We set off towards the lake, walking as if we were scaling parallel tightropes. Our words stammer out, calculated and tense.

‘I’m starting to think vik̚:fæ is a bit of an insult, Xaniu.’

I can tell her fluency is starting to fade again.



‘It means undertaker.’

‘So it is an insult then?’

Silence. Her English sloughs off the further inland we go.

We finally arrive at a meadow plateau surrounded in reeds and high carex bushes.

It’s not a lake.

Suspended in a gelatin-clear lagoon is a drowned city. Mosaic roads paved with hewn rocks. The tops of some taller buildings peek above the water. They look like three Xoi houses stacked on top of each other with a spiral staircase winding around the outside like a frilly dress.

‘Our library.’ Xaniu points.

It’s the closest building to the shore. Like a huge Samoan fale, with a rounded roof; it has holes lined with shattered glass, the ruins of skylights. Xaniu points out remnants of tablets, books and posters washed up on the shore. I had thought they were algae or dead leaves. Most of them are mush, like toilet tissue on a bathroom floor. The sun had bleached the literature long ago.

The city’s size frightens me. It makes the island seem bigger than it is. The lake is around the size of Okareka in Rotorua, barely big enough to fit a suburb, but the city has the density of Macau. The buildings and streets tessellate to a formula of three buildings to a block, then five, and then eight. I can see through rotting patchwork roofs the reclining skeletons of Xoi ancestors. Some of them are reading. Some of them are sleeping. They are all speaking Xoi under the water. They are teaching me all the things I am missing. They tell me what the mystery pro-clitics mean, their distribution and morphology, why elders use different word order. The library is open.

‘The name of this place is /fæit̚/,’ says Xaniu.

‘/fæit̚/,’ I repeat. A word I already knew. I thought it meant ‘lake’.

Xaniu takes off her sandals, and leads me down to the waterline. There is no beach. The weak waves ripple up onto bushes of carex-grass, teasing them from the roots, and dissolving the soil around them. She dips her feet in, and I follow her, keeping my shoes on. The water stays shallow for a long time, suggesting an encroaching foreshore.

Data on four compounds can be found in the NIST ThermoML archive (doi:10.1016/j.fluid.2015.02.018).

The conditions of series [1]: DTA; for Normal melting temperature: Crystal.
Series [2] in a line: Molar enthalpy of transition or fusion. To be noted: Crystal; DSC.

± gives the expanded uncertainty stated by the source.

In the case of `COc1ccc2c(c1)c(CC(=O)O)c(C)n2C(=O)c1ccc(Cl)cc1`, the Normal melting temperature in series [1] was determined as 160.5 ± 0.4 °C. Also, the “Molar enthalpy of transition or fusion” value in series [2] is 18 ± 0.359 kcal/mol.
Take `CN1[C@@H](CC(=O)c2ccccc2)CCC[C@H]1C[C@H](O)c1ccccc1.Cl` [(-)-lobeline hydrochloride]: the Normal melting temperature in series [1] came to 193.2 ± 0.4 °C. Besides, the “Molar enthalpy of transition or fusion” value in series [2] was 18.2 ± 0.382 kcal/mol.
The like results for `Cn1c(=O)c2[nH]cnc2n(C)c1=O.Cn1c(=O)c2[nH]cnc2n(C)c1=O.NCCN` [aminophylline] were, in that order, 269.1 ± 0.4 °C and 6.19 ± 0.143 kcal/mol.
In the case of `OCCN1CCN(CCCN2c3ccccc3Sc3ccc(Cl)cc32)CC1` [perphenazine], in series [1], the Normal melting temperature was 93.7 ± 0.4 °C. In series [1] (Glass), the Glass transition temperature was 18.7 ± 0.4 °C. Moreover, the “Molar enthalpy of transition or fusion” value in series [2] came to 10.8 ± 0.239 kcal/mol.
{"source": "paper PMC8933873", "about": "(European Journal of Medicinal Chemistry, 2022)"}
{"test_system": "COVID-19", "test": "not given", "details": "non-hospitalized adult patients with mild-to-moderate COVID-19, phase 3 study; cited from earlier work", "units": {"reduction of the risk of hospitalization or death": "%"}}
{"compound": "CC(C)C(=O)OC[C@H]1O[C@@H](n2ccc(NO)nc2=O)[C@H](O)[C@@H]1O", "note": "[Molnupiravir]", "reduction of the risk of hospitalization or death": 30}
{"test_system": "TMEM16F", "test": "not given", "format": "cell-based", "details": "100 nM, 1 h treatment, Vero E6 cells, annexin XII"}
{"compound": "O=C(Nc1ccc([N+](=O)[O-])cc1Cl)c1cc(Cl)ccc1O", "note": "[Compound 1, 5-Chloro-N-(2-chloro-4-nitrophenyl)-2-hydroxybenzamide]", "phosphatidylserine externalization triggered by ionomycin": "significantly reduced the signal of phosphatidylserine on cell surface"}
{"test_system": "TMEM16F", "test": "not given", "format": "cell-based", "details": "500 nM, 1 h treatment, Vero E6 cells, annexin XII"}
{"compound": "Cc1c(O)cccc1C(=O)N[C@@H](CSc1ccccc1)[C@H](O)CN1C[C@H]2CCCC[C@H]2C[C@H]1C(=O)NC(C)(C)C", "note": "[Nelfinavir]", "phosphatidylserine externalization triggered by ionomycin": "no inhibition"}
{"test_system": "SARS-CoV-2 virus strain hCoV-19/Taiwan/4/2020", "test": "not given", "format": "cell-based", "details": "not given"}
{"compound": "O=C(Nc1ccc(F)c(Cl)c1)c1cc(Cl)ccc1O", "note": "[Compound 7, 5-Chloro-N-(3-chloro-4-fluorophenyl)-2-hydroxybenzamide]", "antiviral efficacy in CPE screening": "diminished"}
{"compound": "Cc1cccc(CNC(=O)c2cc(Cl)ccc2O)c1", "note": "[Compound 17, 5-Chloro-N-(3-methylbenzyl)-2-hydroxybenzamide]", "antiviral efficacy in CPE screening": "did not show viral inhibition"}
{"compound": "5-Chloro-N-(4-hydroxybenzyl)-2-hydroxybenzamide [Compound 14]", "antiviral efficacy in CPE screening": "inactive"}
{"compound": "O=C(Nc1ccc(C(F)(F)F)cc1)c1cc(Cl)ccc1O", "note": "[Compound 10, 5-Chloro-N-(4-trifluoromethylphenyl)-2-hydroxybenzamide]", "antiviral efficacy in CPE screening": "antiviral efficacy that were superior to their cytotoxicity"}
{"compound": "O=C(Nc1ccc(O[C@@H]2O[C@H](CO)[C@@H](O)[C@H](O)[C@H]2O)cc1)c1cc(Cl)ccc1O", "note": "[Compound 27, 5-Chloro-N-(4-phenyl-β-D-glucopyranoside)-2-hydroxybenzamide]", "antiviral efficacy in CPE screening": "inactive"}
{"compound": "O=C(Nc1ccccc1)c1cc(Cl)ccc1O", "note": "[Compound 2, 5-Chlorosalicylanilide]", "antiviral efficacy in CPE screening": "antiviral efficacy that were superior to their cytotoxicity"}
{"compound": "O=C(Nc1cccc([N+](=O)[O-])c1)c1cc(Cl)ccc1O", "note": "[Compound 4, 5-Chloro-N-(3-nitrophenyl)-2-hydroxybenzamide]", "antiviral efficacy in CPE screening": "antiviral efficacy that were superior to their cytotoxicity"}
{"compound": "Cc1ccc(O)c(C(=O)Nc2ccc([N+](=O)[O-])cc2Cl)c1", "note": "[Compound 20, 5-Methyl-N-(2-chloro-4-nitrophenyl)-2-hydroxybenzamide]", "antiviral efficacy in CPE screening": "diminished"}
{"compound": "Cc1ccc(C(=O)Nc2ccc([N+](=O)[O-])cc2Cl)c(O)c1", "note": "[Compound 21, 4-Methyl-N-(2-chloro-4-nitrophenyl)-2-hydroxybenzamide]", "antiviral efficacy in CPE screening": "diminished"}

We wade in further, and it starts plunging down as we approach the city-fringe. I trip and fall under the water. I taste seawater.

‘Xaniu. Take me back.’

She grips my hand tight. Folds her fingers into my palm and drags me further in. ‘Xaniu! Take me back! Take me back!’ The lakebed slopes down, water presses against my chest. Hard to breathe. The city swallows, we slip towards it.

She stops. Lets go of my hand. We are shoulder deep in the lake, the water still and tasting more and more of carbonate. She is weeping. Wailing and breaking waves with her arms. Her long hair is soaked, floating like dead jellyfish. For a moment, Xaniu cries ink. Diffusing onto the surface of the water, her tears unravel into an ancient spiralling orthography.

‘Xaniu… Let’s go back.’

She replies in the language of fæit̚. I don’t understand what she says.


Xaniu never speaks English again. It forces me to learn the language in my final few days. I start to decode some more morphemes. /-ɦæ/ isn’t a tense marker at all. It’s a discourse function that distances and honours the addressee.

The sɐɲot̚ flowers I keep by my bed are rotten. I had stopped picking fresh sɐɲot̚ in my last two weeks, preferring to cling to this bouquet and watch it wilt, pretending each day that its beauty had evolved and not seeped out.

Xaniu makes my least favourite Xoi food for my last breakfast – maexuq. Noarɑ̃ cuts into a dish of creamed coconut fat with a qtak’, and spreads it on hard pieces of maexuq. She passes them around the table. I take one and dip it into my porridge. The girls always laugh at me for this. 6 months and I never learnt to eat maexuq. Far too toothy for my bland, New Zealand palate.

The word for goodbye is /xei:/. Fae cries, but Noarɑ̃ and Xaniu don’t. I cry a little bit. Then a lot more when I arrive at the jetty.

My suitcase is stuffed with inventories of lexical structures, and meaningless phonetic transcriptions. It looks like stolen treasure next to the sea, the pages to be preserved like painted and repainted leather. The sea whispers in Xaniu’s voice, vik̚:fæ. Let fæit̚ plummet into me. Let it rest.

The waves encroach onto the end of the jetty. It’s slanted, the foundation eroding away. fæit̚’s isolate beach is shrinking, steeper every season, swallowed by the ocean’s salivating mouth.

I move the suitcase back from the water, guarding it like a casket.

Danny Lam

Danny Lam is a Linguistics and Law student at the University of Auckland who writes plays and stories inspired by the mysterious and eerie. He researches legal issues surrounding HIV science and was a contributing writer for Auckland's queer theatre production Legacy Project. In his spare time he steals Kaffir lime leaves from residential properties.